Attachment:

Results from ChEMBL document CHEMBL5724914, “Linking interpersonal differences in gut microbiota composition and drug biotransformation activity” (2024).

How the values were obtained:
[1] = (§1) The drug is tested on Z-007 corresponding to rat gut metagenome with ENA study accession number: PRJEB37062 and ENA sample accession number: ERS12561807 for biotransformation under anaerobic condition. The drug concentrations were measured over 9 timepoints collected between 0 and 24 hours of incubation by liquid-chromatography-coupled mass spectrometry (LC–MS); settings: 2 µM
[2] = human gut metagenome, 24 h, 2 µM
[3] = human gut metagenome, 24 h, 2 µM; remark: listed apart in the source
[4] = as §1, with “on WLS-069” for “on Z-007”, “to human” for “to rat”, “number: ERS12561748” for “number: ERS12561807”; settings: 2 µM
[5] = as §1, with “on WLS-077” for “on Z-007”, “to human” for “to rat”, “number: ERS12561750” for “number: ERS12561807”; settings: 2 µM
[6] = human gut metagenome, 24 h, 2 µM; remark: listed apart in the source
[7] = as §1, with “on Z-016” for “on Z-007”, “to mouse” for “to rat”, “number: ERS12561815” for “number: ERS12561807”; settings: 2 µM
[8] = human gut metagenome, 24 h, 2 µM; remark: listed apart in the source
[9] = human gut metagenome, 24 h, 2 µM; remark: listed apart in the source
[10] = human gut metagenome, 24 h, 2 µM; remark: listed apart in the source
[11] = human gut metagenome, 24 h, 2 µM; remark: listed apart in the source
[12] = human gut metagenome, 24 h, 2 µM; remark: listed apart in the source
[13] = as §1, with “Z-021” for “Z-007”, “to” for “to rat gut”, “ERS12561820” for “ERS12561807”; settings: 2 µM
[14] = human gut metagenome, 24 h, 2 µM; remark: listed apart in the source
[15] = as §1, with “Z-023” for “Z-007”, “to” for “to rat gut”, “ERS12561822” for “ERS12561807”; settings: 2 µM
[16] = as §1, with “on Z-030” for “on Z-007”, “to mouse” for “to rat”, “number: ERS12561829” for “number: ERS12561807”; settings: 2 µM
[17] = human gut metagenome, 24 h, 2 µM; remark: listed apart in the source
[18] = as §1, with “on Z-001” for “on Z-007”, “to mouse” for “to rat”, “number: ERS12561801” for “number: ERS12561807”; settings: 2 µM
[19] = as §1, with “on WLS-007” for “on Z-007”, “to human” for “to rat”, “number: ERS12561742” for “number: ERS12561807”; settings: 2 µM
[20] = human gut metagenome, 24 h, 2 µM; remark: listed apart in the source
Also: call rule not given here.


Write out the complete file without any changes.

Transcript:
Results from ChEMBL document CHEMBL5724914, “Linking interpersonal differences in gut microbiota composition and drug biotransformation activity” (2024).

How the values were obtained:
[1] = (§1) The drug is tested on Z-007 corresponding to rat gut metagenome with ENA study accession number: PRJEB37062 and ENA sample accession number: ERS12561807 for biotransformation under anaerobic condition. The drug concentrations were measured over 9 timepoints collected between 0 and 24 hours of incubation by liquid-chromatography-coupled mass spectrometry (LC–MS); settings: 2 µM
[2] = human gut metagenome, 24 h, 2 µM
[3] = human gut metagenome, 24 h, 2 µM; remark: listed apart in the source
[4] = as §1, with “on WLS-069” for “on Z-007”, “to human” for “to rat”, “number: ERS12561748” for “number: ERS12561807”; settings: 2 µM
[5] = as §1, with “on WLS-077” for “on Z-007”, “to human” for “to rat”, “number: ERS12561750” for “number: ERS12561807”; settings: 2 µM
[6] = human gut metagenome, 24 h, 2 µM; remark: listed apart in the source
[7] = as §1, with “on Z-016” for “on Z-007”, “to mouse” for “to rat”, “number: ERS12561815” for “number: ERS12561807”; settings: 2 µM
[8] = human gut metagenome, 24 h, 2 µM; remark: listed apart in the source
[9] = human gut metagenome, 24 h, 2 µM; remark: listed apart in the source
[10] = human gut metagenome, 24 h, 2 µM; remark: listed apart in the source
[11] = human gut metagenome, 24 h, 2 µM; remark: listed apart in the source
[12] = human gut metagenome, 24 h, 2 µM; remark: listed apart in the source
[13] = as §1, with “Z-021” for “Z-007”, “to” for “to rat gut”, “ERS12561820” for “ERS12561807”; settings: 2 µM
[14] = human gut metagenome, 24 h, 2 µM; remark: listed apart in the source
[15] = as §1, with “Z-023” for “Z-007”, “to” for “to rat gut”, “ERS12561822” for “ERS12561807”; settings: 2 µM
[16] = as §1, with “on Z-030” for “on Z-007”, “to mouse” for “to rat”, “number: ERS12561829” for “number: ERS12561807”; settings: 2 µM
[17] = human gut metagenome, 24 h, 2 µM; remark: listed apart in the source
[18] = as §1, with “on Z-001” for “on Z-007”, “to mouse” for “to rat”, “number: ERS12561801” for “number: ERS12561807”; settings: 2 µM
[19] = as §1, with “on WLS-007” for “on Z-007”, “to human” for “to rat”, “number: ERS12561742” for “number: ERS12561807”; settings: 2 µM
[20] = human gut metagenome, 24 h, 2 µM; remark: listed apart in the source
Also: call rule not given here.